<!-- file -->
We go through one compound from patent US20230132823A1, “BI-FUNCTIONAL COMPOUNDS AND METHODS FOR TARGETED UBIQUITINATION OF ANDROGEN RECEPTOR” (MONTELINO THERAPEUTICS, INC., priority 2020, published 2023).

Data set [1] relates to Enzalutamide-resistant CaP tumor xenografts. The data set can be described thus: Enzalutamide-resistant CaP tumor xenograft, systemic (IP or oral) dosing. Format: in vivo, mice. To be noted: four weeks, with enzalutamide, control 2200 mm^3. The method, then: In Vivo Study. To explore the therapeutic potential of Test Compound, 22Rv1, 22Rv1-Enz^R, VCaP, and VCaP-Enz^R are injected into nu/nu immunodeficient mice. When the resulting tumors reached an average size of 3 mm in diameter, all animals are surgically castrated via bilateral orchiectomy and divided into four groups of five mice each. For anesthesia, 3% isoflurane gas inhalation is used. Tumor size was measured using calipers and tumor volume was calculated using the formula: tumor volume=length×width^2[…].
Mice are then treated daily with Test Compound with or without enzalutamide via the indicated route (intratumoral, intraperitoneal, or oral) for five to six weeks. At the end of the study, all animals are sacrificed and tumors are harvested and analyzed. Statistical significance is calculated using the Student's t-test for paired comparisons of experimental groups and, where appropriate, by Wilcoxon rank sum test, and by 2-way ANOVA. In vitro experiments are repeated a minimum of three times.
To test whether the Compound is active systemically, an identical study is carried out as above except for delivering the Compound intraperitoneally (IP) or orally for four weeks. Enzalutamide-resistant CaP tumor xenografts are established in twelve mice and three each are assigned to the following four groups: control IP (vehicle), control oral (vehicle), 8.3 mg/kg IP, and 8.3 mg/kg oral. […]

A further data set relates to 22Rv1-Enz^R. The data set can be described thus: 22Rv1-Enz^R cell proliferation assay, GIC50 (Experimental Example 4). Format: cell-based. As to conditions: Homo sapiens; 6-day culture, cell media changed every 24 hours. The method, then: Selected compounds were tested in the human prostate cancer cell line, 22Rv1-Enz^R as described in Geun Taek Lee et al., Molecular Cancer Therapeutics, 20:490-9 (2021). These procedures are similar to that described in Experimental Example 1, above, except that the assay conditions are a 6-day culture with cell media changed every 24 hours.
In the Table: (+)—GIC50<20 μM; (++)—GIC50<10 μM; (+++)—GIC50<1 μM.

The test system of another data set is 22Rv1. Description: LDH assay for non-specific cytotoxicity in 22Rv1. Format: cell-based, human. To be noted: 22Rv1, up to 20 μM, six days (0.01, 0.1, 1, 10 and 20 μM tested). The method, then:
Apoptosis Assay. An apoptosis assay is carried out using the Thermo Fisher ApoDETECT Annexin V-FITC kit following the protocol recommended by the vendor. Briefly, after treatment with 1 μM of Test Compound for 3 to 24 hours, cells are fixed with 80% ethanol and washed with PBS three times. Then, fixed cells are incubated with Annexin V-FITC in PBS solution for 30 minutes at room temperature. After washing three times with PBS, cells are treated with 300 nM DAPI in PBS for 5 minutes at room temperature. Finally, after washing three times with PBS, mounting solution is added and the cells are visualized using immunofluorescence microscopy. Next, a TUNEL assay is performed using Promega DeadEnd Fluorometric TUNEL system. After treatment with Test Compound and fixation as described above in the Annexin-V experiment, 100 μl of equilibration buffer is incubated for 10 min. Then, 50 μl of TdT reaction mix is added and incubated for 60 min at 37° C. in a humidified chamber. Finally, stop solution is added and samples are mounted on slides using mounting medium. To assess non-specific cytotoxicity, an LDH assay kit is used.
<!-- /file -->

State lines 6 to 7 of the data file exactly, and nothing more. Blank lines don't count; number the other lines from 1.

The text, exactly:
In the Table: (+)—GIC50<20 μM; (++)—GIC50<10 μM; (+++)—GIC50<1 μM.

The test system of another data set is 22Rv1. Description: LDH assay for non-specific cytotoxicity in 22Rv1. Format: cell-based, human. To be noted: 22Rv1, up to 20 μM, six days (0.01, 0.1, 1, 10 and 20 μM tested). The method, then: